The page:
Over 3 billion people across the world depend on coastal and marine resources, generating many jobs in various industries such as tourism, biotechnology, fishing, and shipping. The ocean has a significant part to play in the worldwide development, and it can help fight poverty. However, marine ecosystems across the world are currently being threatened by our human activities. We must start protecting our oceans’ health if we are to prosper and survive.
Introducing SDG 14 on conserving the oceans
There is optimism that with the latest dedicated goal of ocean conservation under the Sustainable Development Goals, companies will acknowledge the value and importance of our coastal areas and oceans. In the previous Millennium Development Goals, oceans were covered in the broader target of securing environmental sustainability. The new SDGs, however, give oceans the important dedicated attention with distinctive underlying targets. Goal 14 seeks the conservation and sustainable use of marine resources, seas, and oceans.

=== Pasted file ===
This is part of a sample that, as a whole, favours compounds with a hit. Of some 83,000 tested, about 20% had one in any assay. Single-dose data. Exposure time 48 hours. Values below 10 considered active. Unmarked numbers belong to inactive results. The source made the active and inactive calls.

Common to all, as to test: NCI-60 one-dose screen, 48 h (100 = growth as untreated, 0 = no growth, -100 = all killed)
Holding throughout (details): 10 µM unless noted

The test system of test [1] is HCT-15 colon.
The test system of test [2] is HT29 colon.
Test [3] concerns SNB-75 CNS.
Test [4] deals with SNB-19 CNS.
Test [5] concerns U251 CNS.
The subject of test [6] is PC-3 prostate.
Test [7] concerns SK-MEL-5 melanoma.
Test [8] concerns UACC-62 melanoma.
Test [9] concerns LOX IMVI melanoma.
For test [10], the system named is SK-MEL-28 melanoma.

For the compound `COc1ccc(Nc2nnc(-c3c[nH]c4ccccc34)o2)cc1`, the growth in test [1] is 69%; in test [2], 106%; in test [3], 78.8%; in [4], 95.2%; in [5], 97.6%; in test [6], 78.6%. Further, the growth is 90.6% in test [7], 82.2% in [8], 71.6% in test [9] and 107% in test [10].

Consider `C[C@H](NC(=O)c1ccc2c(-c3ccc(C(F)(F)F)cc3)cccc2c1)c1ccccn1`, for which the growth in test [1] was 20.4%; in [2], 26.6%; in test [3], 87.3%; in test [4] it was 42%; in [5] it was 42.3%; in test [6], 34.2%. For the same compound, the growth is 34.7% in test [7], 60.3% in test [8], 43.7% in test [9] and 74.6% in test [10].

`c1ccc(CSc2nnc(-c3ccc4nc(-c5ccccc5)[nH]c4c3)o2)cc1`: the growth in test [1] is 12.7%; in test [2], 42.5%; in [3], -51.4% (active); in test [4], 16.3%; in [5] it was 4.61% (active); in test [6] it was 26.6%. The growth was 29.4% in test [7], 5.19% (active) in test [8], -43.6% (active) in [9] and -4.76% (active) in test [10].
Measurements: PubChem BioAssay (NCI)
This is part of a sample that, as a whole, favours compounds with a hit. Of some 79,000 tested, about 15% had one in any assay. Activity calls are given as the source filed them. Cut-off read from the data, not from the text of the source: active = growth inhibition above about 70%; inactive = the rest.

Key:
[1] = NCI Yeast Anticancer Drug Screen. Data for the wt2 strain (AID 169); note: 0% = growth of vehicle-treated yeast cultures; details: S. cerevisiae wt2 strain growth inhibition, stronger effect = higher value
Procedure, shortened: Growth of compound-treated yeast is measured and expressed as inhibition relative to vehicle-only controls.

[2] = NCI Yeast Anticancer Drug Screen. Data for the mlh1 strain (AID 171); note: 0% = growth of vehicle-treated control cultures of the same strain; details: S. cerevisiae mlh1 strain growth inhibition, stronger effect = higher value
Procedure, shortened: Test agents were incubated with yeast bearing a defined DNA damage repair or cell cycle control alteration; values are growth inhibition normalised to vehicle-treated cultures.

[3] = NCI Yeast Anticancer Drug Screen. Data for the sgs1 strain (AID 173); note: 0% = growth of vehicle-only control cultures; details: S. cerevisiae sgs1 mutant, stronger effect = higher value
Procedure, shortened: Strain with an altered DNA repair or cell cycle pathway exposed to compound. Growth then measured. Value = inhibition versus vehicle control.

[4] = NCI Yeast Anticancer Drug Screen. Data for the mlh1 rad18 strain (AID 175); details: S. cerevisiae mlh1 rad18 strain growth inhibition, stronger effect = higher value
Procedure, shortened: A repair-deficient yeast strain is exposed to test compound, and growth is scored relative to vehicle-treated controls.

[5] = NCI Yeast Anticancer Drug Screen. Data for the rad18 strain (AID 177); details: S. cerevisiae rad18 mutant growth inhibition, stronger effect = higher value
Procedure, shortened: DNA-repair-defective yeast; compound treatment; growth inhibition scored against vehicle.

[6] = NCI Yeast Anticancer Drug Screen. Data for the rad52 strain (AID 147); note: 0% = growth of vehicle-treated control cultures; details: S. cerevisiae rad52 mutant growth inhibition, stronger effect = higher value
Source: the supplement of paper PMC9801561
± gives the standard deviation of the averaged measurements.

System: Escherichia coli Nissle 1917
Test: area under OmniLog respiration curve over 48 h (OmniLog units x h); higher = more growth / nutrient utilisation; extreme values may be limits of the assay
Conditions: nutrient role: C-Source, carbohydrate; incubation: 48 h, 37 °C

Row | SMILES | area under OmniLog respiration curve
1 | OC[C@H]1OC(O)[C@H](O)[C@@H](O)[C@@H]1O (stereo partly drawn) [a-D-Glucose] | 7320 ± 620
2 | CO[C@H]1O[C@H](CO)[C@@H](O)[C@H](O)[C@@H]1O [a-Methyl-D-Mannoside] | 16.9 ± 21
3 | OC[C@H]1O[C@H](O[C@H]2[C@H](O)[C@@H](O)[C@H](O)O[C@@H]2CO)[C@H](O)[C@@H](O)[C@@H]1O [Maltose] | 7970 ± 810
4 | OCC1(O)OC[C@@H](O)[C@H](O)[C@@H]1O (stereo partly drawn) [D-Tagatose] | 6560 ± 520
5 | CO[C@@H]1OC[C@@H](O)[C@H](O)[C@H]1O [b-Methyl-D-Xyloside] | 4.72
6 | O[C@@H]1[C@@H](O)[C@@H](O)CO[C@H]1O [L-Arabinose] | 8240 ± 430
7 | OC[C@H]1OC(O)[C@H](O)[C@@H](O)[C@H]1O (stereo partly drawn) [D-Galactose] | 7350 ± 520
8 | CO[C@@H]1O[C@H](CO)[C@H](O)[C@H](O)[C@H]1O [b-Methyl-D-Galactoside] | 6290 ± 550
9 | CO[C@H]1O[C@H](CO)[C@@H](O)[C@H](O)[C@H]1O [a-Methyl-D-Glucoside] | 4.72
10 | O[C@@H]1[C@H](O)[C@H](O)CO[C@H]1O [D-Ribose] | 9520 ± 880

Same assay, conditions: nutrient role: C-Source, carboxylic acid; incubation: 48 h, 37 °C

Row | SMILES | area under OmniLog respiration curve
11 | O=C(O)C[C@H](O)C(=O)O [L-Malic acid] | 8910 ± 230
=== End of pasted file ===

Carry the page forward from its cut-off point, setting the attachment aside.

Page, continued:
Introducing SDG 13 on Climate Change
Sustainable development and climate change are goals that should not be pursued independently by any country. Members of the UN have finally recognised the interrelatedness of these two crucial goals through the inclusion of climate change as a single Sustainable Development Goal.
This SDG emphasises a major milestone since the challenge of climate change in the earlier Millennium Development Goals was not fully exhausted. Everyone is now waiting for the imminent climate talks that will be held in Paris in December 2015 where new international treaties aimed at ensuring global warming stays below 20 degrees celsius will be established.